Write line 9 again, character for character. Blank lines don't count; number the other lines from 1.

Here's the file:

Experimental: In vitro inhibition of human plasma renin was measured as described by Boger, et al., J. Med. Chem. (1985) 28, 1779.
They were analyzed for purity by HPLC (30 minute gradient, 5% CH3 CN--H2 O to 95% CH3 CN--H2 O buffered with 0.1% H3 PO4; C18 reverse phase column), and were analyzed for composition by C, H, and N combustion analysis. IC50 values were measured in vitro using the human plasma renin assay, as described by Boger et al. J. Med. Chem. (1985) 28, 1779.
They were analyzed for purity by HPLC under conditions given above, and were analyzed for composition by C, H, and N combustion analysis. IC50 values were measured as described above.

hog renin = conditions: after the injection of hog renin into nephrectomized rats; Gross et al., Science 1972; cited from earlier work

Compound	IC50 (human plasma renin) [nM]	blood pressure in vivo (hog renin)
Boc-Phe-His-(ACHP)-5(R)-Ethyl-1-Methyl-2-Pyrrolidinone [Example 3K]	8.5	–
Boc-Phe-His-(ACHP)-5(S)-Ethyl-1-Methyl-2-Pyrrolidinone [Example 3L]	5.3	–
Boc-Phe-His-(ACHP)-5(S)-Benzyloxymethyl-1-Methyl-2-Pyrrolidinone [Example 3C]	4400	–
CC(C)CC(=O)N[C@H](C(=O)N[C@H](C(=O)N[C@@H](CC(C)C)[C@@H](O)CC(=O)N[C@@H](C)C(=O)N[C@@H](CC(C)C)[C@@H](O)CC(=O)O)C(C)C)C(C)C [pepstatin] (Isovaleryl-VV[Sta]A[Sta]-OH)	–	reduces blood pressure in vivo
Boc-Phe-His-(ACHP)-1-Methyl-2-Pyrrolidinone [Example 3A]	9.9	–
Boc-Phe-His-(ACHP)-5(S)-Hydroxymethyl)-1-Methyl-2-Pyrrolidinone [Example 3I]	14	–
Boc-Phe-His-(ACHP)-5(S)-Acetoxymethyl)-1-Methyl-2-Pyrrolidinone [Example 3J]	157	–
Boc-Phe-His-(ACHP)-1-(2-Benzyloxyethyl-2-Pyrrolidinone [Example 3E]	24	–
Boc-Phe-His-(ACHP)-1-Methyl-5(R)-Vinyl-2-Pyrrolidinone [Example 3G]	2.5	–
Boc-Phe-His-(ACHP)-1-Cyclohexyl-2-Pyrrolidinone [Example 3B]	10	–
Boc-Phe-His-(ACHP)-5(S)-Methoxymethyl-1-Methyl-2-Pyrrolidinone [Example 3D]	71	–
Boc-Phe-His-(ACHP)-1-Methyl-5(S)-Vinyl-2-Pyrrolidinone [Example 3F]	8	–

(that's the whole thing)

CC(C)CC(=O)N[C@H](C(=O)N[C@H](C(=O)N[C@@H](CC(C)C)[C@@H](O)CC(=O)N[C@@H](C)C(=O)N[C@@H](CC(C)C)[C@@H](O)CC(=O)O)C(C)C)C(C)C [pepstatin] (Isovaleryl-VV[Sta]A[Sta]-OH)	–	reduces blood pressure in vivo